Simply Mavelous! Leaving no shot untaken, Dirk Nowitzki and the Mavericks swept the Timberwolves in a series that showed how much fun the playoffs can be

May 05, 2002

Who let these Dallas Mavericks into the NBA postseason anyway?
Don't they know that playoff games are supposed to be tortured
endeavors, tortoise-paced and coarse in execution, as
entertaining as an agricultural subcommittee hearing on C-SPAN?
At this stage of the game we're accustomed to
pound-it-into-the-paint muscle ball, and now along comes this
troupe of telegenic merengue dancers from Big D. While the
runnin' and gunnin' Sacramento Kings were laboring to get by the
Utah Jazz last week, the Mavs were maintaining the up-tempo
style they used during the regular season, laying an average of
112.7 points on the Minnesota Timberwolves in a sweep of their
first-round Western Conference series.

The Mavericks' 115-102 road victory in the Game 3 clincher on
Sunday left the T-Wolves to ponder their sixth straight
first-round exit while the Target Center maintenance staff
removed Dallas's skid marks from the court. Why didn't Minnesota
use its vaunted zone defense to thwart the Mavs? "Dallas shot
before we could get it set up," said T-Wolves coach Flip
Saunders. With such a helter-skelter, hurry-up offense, why
didn't the Mavericks commit more than 27 turnovers in three
games? "Because they shoot it too quick," said Minnesota guard
Chauncey Billups.

You think? Dallas led by 18 points early in the fourth quarter
yet refused to stop chucking, sometimes indiscriminately, thus
allowing Minnesota to get back into the game. With his team
clinging to a 106-101 lead and slightly less than two minutes
remaining, the Mavs' Steve Nash found himself steaming into the
frontcourt with the ball. Surely what any heady point guard
would do is pull up, run a set and milk the clock. Just not a
heady point guard who plays for the Mavs. Only a few seconds
into the possession Nash let fly a three. It connected, and that
was basically the ball game.

What were you thinking, Steve?

"I was thinking dagger," said Nash.

Here's another distinguishing Dallas moment, from the third
quarter of Sunday's game: Swingman Michael Finley rebounded a
Minnesota miss and headed upcourt. Nash, putative leader of the
fast break, called for the ball. Farther ahead Dirk Nowitzki,
who already had 31 points and would finish with a game-high 39,
was also requesting the rock. Sorry, fellas. Finley took it all
the way to the hole, drew a foul, and both Nash and Nowitzki
rushed over to slap him on the butt.

See, for a team that needs to apply constant pressure, Finley's
play was exactly right--as 7'1" Wang Zhizhi is learning. Wang
passed up a couple of open looks in Game 3, which prompted Nash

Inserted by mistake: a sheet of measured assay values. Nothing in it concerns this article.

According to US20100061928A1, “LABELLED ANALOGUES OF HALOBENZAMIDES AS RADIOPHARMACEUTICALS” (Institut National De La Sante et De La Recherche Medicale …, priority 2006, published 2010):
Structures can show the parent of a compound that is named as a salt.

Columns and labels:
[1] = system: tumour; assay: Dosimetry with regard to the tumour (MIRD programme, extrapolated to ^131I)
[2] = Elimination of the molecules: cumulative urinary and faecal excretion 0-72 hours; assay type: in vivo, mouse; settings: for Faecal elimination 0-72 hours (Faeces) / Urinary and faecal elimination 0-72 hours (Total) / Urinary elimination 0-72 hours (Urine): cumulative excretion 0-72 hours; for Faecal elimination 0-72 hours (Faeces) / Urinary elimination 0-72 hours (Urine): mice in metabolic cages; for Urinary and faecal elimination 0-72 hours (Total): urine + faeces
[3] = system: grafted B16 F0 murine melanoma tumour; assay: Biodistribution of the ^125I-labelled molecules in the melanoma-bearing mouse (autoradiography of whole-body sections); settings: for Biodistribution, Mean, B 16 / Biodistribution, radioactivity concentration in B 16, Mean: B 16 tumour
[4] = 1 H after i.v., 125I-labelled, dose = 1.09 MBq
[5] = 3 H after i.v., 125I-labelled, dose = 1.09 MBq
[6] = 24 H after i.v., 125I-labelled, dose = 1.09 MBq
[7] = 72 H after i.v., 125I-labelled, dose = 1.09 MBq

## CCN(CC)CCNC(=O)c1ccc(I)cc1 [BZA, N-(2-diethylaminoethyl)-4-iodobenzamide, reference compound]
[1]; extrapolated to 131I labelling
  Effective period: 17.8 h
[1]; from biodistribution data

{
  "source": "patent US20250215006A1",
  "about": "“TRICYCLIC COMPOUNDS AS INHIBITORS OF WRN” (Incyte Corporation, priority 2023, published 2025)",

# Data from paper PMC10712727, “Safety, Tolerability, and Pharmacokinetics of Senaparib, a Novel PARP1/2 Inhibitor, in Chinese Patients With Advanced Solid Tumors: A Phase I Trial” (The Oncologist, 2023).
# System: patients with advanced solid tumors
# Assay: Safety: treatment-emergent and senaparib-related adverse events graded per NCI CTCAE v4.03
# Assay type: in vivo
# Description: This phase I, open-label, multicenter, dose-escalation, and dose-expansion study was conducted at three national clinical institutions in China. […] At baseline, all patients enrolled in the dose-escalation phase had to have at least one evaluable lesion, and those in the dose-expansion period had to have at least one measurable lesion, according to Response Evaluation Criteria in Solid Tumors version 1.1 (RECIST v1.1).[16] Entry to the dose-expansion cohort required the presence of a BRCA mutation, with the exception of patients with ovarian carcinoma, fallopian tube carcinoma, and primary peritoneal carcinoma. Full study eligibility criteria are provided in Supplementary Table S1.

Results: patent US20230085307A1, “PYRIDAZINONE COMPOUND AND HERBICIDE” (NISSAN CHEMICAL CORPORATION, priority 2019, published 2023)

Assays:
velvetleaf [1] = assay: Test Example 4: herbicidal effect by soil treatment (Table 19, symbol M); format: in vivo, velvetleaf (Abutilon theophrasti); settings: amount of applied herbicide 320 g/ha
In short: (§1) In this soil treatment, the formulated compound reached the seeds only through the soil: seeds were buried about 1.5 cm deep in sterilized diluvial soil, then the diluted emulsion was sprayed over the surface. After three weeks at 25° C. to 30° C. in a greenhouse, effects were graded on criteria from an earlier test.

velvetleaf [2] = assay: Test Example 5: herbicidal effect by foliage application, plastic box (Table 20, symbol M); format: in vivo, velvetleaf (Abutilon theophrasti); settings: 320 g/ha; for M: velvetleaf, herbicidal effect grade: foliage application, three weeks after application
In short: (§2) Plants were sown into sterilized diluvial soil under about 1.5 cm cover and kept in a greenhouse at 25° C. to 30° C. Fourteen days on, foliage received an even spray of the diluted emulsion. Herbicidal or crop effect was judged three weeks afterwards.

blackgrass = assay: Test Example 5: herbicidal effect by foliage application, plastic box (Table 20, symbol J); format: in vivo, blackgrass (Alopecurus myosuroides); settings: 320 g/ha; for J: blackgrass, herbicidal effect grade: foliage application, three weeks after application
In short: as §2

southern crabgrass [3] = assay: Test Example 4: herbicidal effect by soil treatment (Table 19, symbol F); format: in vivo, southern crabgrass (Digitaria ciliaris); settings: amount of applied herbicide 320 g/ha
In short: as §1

to confront him and frantically make a shooting motion with his
left hand. (Nash does not know how to say "Take the shot!" in
Chinese.)

It was all more than the T-Wolves could handle. Although they
didn't trumpet the fact before the series, Kevin Garnett & Co.
desperately wanted to face Dallas (instead of the San Antonio
Spurs) in the first round, theorizing that the Mavs were soft
defensively and bound to fizzle because of an overdependence on
perimeter shooting. But the Dallas D was good enough; Minnesota
had no luck working the ball inside. "We got swept," said a
downtrodden Garnett on Sunday, "by a team we thought we could
beat."

At 25, the 6'11" Garnett is a splendid player, routinely listed
as one of the five best in the league, which raises an
interesting question: Is he better than the 23-year-old
Nowitzki, who made his first All-Star team this season? Although
they weren't always going head-to-head, it's impossible to have
watched this series and not concluded that Nowitzki was at least
as good as KG, even taking into account the blond bomber's
superior supporting cast. Nowitzki scored 100 points in the
three games (to Garnett's 72), shot 52.6% from the floor, made 8
of his 11 three-point attempts and 32 of his 36 free throws. He
ignited Dallas in Game 3 by scoring in a variety of ways--a
loping runner, a jump shot off a pick-and-drift-to-the-corner, a
post-up jumper over veteran Sam Mitchell, a spin to the basket
off a lob entry from Nash and, of course, two conventional
threes. By the end of the first quarter Nowitzki had 17 points,
and Dallas had a 40-28 lead it never surrendered, no matter how
hard it tried.

In this his fourth NBA season Nowitzki has become that rare
7-footer to whom no one says, Get under the basket where you
belong, you big lug. Indiana Pacers scout Al Menendez compares
Nowitzki's face-the-basket talent with--gulp!--Larry Bird's.
Philadelphia 76ers swingman Aaron McKie says that Nowitzki has
changed his perception about how and where 7-footers should
play, calling him "a big man of the new millennium." Nowitzki
looks utterly at home on the perimeter, his jumper a thing of
beauty whether he unleashes it off the dribble or standing
still. Wurzburg, his Bavarian birthplace, is the town where
Wilhelm Rontgen discovered the X-ray in 1895. Nowitzki's
marksmanship would make Rontgen glow with pride.

Nowitzki has also augmented his hoops cred by becoming an
outstanding rebounder. He had 47 in the three games against
Minnesota (to Garnett's 56), all but five of the defensive
variety, since it's difficult to be active on the offensive
glass when you're flinging shots from 25 feet. Then, too,
Nowitzki has worked hard at overcoming his defensive
weaknesses--though in the future he might think twice about
fessing up to flopping, which he said helped him draw three
fouls on Garnett on Sunday--and his teammates appreciate his
toughness. He suffered a badly sprained left ankle that caused